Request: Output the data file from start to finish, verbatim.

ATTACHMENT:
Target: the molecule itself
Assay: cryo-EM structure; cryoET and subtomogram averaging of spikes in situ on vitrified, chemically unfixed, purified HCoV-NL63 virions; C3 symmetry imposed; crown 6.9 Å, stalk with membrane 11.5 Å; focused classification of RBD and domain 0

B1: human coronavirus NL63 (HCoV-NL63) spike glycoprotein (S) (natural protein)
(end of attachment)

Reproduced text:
Target: the molecule itself
Assay: cryo-EM structure; cryoET and subtomogram averaging of spikes in situ on vitrified, chemically unfixed, purified HCoV-NL63 virions; C3 symmetry imposed; crown 6.9 Å, stalk with membrane 11.5 Å; focused classification of RBD and domain 0

B1: human coronavirus NL63 (HCoV-NL63) spike glycoprotein (S) (natural protein)